Why not schedule it the previous Thursday instead of cutting it so close to the end? Well, first, the offer had only been made to me a few days prior to the previous Thursday, which wouldn’t give me a lot of time to promote it. And second, I would be flying back from Colorado to Los Angeles the previous Thursday (Aug 8), and this wasn’t the kind of promotion one leaves on “auto-pilot.” I needed to be on top of this thing for the entire day.
I can’t stress this enough: it’s not what you know but whom you know…and whom THEY know!
In the week leading up to Thousand Dollar Thursday, I reached out to dozens of my fellow fan filmmakers and asked if they could mention Interlude and the promotion on their Facebook feeds and, if possible, as a shout-out to their donor emailing lists. Folks like VANCE MAJOR (Minard/Constar), GARY DAVIS (Dreadnought Dominion), MARK NACARRATO (The Romulan War), GARY O’BRIEN (The Holy Core), CHRISTOPHER ANDREWS (Arianna’s Enterprise), ALEC PETERS (Axanar), LUKAS KENDALL (Sky Fighter), MARK EDWARD LEWIS (Blade of Honor), AARON VANDERKLEY (Line of Duty), and a few others that I’m forgetting all agreed to help spread the word leading up to Thursday. Those without big followings—like Kenny Smith (First Frontier) and Mark Largent (Stalled Trek)—promised instead to at least donate. I thank all of them.
But my biggest thank you, however, goes to RYAN HUSK and MARC SCOTT ZICREE of Space Command. Ryan had already facilitated me getting a shout-out on a donor mailing update for Renegades/Cozmo’s early in the campaign. They have a HUGE mailing list of previous backers, and their shout-out brought in some nice donations and helped spread the word. (In fact, I’d likely have gotten a second shout-out from them for Thousand Dollar Thursday had this not also been the week that the crowd-funded series Cozmo’s is launching a new $100K Kickstarter for episode 2.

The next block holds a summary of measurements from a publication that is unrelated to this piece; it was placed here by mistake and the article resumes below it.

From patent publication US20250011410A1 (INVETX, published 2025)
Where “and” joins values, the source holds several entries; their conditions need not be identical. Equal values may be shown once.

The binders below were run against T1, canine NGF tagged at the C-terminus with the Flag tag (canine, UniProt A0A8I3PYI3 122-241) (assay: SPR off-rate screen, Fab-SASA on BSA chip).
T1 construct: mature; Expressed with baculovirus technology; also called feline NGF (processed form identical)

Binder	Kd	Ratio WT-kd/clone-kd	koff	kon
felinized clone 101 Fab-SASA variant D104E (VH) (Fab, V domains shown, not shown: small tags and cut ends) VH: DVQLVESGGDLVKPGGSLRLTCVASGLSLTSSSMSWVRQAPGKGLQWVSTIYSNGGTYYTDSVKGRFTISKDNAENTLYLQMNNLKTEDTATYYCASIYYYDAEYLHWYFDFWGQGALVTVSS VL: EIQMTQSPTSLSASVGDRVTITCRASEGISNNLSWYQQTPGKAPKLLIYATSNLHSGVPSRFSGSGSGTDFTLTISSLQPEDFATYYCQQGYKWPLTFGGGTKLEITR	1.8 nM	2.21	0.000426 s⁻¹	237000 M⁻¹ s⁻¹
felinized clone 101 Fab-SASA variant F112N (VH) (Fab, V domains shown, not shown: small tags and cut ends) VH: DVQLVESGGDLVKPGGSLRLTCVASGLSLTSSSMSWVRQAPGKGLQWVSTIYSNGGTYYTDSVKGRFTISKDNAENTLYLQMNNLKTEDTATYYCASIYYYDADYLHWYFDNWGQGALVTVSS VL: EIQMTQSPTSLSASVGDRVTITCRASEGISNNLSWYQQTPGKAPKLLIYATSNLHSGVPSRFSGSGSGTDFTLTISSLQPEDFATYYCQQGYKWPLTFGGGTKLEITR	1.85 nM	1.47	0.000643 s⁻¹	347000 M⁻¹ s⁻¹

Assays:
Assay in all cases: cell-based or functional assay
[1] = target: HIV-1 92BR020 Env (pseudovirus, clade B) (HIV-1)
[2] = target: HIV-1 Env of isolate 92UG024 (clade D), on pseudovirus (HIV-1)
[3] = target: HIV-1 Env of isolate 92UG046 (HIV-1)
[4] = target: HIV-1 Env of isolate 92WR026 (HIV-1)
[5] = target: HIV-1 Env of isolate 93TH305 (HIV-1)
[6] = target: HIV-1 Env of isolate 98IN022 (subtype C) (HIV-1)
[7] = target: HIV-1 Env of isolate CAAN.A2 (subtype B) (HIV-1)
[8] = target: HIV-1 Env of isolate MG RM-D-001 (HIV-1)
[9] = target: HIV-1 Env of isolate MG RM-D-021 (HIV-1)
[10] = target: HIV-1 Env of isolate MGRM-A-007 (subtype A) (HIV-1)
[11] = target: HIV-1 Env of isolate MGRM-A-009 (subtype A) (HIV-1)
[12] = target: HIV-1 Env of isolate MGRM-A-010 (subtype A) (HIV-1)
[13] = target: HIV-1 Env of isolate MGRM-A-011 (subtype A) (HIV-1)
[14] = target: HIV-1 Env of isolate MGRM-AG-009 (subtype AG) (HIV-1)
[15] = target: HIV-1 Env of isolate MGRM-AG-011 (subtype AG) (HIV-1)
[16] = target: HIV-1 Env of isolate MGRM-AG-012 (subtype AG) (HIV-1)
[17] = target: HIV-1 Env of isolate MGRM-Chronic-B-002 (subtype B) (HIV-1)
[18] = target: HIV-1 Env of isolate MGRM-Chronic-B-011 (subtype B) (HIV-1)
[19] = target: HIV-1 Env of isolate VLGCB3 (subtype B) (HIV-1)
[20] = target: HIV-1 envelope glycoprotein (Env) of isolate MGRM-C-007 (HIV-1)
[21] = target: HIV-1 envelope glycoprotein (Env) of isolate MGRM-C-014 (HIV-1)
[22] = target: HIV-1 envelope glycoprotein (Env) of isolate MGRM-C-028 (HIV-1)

But the biggest fish in the pond was Marc Zicree. His mailing list of Space Command loyalists numbers in the the thousands! And while they’re not necessarily plugged into the Star Trek fan film community, they probably love Axanar (most fans do…even the detractors think Prelude is a solid fan film). And, of course, they’re predisposed to donate to crowd-funding campaigns. And they LOVE Marc Zicree (who doesn’t?) A positive shout-out from him spreads the word to a whole slew of folks who might not know about Interlude yet and would probably be likely to donate.
But Marc’s a busy guy! And getting to him, even with Ryan helping me out, took nearly two months. Sometimes I’d go for weeks without hearing from Ryan, only to get a sincere apology for not getting back to me as he’d been trying hard to get in touch with Marc to ask about the shout out. But I persisted in keeping myself on Ryan’s radar, and Ryan eventually delivered…and just in time!
The shout-out was an e-mail from Marc (whom I’ve interviewed multiple times, so he knows me) focused exclusively Interlude and the Thursday promotion. It went out to thousands of people around the world! Marc and Ryan timed the e-mail to post Wednesday night at 11:30pm Pacific Time, and my first donations came in just after midnight. I’m convinced that most of those first $600 worth of donations (and a portion of what came later) were new donors brought in by Marc’s e-mail.
EXISTING DONOR RELATIONS
So that took care of bringing in new donors. But don’t ever forget your existing backers. Just because someone donates in week one doesn’t mean they don’t have a little extra again by week five of the campaign. Granted, some folks really do struggle and don’t have enough for follow-up donations. So never assume and always be humble when asking.
Of course, if all you do is send your donors repeated requests for more money, they’re not gonna appreciate it. Donors aren’t ATMs. So you need to build relationships with them through your updates…and also through your thank you notes. Most crowd-funding sites let you send out individual e-mails to backers right after they donate. Personalize as much as possible. At the very least, check to see if someone is donating for a second or third time, and say “thanks again.” This takes a little extra organization, but you want to make each donor feel special and appreciated.